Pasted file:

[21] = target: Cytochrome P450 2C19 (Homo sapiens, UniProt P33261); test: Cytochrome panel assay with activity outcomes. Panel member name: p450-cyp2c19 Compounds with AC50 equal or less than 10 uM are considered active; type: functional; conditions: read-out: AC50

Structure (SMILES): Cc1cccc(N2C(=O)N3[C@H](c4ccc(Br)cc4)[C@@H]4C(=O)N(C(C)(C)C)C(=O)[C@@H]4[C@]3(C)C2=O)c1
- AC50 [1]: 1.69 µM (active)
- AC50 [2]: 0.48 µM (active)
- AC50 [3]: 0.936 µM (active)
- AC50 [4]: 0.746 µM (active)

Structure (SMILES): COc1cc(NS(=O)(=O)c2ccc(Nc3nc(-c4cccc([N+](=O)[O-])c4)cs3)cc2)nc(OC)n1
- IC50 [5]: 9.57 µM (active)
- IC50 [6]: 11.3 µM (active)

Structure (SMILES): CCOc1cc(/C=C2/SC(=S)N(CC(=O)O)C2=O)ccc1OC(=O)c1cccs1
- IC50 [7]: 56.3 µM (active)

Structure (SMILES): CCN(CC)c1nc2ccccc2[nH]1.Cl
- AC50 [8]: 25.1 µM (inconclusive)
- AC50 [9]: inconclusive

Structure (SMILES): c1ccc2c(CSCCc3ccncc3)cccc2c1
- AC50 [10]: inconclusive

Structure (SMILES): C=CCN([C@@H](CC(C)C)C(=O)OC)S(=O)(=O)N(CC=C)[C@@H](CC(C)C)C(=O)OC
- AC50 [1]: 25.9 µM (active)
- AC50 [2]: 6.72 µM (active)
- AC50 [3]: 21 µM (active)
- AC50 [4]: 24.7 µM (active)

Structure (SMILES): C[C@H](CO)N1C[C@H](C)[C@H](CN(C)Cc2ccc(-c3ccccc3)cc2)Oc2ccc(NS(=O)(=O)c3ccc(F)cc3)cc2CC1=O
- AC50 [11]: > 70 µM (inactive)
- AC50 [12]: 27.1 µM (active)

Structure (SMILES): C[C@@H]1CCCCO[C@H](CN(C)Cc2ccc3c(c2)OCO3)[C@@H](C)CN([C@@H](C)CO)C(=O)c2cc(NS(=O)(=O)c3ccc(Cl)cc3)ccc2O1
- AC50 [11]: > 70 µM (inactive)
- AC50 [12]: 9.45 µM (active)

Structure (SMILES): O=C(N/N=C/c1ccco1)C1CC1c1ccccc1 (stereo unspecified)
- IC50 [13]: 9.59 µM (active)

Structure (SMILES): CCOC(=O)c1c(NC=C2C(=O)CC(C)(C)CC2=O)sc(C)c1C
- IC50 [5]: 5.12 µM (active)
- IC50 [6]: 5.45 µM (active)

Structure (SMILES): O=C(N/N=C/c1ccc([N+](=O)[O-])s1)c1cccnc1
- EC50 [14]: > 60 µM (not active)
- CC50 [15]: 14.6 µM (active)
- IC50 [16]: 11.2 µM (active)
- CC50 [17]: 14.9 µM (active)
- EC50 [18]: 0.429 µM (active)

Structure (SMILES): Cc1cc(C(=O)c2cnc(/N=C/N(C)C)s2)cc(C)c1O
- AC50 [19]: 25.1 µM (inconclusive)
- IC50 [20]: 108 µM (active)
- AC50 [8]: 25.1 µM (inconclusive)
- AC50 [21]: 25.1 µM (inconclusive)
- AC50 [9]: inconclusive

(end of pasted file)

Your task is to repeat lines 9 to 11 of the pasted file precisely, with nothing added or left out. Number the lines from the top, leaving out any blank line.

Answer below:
- IC50 [6]: 11.3 µM (active)

Structure (SMILES): CCOc1cc(/C=C2/SC(=S)N(CC(=O)O)C2=O)ccc1OC(=O)c1cccs1
- IC50 [7]: 56.3 µM (active)